Stomach Injection May Fight Obesity

Armen Hareyan's picture
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There is a new and interesting way toprovide obesity treatment. An injection to certain blood vessels in stomach suppressed appetite hormone in pigs and may offer an easy way to fight obesity in humans.

Scientists from John Hopkins University School of Medicine examined 10 growing, young, healthy pigs. Researchers chose pigs for the obesity study because they have anatomy very similar to humans.

The pigs were injected a chemical in blood vessels supplying certain parts of stomach. The injection was found to significantly - by 60% - reduce the amount of produced hunger hormone ghrelin in pigs. The pigs ate significantly less food and lost weight successfully.

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Researchers gave the name gastric artery chemical embolization (GACE) to the injection procedure and the injected chemical itself is called sodium morrhuate. Sodium morrhuate successfully destroyed specific areas of blood vessels producing hunger hormone.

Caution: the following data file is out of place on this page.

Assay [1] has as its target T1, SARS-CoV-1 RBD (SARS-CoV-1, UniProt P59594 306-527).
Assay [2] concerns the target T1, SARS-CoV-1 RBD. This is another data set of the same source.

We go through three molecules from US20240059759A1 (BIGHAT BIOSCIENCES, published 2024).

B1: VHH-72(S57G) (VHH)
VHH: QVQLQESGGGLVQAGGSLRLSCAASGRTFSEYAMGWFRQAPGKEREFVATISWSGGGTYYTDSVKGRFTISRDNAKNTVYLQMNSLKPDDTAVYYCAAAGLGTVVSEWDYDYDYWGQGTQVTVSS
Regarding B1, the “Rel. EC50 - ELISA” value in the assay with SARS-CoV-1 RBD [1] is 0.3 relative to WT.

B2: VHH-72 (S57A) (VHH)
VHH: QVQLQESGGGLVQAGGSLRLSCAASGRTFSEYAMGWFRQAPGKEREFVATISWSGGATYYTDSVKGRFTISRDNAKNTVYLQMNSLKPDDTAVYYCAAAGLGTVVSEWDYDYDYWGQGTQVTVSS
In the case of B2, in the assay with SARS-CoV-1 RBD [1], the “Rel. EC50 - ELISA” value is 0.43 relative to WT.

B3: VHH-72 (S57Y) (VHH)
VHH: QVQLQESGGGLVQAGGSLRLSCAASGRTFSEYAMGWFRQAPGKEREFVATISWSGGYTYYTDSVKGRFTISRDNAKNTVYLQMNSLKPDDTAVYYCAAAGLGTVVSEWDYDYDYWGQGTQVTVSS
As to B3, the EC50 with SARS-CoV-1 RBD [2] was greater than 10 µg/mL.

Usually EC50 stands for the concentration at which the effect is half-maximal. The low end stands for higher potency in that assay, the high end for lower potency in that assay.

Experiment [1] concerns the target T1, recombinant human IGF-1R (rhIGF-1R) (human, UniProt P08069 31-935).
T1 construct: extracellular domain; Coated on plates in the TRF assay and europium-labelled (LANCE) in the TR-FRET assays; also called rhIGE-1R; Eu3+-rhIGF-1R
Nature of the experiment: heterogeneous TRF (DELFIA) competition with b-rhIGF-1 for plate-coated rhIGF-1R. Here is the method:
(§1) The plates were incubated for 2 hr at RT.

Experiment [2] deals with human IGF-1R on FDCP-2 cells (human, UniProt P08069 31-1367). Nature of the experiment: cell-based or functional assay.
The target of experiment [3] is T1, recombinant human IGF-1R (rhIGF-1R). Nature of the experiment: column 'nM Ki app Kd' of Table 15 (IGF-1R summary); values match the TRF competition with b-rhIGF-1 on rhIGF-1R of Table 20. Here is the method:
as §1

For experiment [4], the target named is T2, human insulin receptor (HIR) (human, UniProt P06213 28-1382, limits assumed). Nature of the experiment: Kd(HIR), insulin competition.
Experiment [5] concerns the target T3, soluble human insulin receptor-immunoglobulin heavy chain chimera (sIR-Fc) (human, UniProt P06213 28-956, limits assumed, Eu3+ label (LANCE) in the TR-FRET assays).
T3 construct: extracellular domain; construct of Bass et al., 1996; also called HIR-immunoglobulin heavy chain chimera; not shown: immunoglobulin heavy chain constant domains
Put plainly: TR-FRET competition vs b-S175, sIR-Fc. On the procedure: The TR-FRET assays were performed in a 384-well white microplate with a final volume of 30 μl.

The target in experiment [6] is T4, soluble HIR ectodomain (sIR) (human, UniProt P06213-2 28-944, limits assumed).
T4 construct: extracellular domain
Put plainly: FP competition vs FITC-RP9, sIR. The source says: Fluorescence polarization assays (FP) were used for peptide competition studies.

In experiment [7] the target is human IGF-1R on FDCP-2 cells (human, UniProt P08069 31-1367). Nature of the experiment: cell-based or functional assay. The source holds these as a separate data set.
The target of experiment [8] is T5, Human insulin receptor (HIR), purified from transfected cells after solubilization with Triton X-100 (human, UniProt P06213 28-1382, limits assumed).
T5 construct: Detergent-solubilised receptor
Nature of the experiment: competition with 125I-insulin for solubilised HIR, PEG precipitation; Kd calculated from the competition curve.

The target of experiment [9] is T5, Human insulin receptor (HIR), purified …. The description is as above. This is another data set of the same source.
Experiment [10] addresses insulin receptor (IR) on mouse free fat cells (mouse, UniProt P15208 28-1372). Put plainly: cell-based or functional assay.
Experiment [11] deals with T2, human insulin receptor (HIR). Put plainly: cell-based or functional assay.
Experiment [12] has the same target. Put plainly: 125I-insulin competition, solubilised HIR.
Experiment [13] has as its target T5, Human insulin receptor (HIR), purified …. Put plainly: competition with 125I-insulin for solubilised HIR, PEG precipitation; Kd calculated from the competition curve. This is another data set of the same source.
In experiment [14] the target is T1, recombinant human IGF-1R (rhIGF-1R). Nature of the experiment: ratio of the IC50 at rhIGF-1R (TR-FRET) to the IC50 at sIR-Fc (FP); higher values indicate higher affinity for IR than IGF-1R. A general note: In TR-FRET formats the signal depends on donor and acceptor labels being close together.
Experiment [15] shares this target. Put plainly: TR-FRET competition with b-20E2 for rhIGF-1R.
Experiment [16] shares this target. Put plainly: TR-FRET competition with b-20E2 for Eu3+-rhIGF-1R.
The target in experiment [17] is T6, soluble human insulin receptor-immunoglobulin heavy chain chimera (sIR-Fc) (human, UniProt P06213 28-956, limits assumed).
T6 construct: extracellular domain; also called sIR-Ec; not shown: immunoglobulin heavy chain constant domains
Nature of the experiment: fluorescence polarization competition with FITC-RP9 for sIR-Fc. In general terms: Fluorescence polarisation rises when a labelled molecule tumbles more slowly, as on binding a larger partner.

The scientists, who conducted this obesity treatment study, mention that pig studies are more easy than human ones because animals eat only when they are hungry, while humans may eat not only because of physiological, but also psychological needs.

Currently, the most successful and widely available weight loss treatment is gastric bypass surgery. Although the surgery is successful, a single injection treatment would be better for both patients and doctors, because it is easy to perform and patients can recover quickly.

Gastric bypass surgery works by cutting stomach to a smaller size and limiting the amount of consumed food. The surgery is being performed in about 205000 US patients annually. Sodium morrhuate seemed to give the same results in pigs as the surgery does.

Now the researchers are looking for ways to conduct similar studies in obese people and develop a better treatment for those who want to lose weight effectively and safely.

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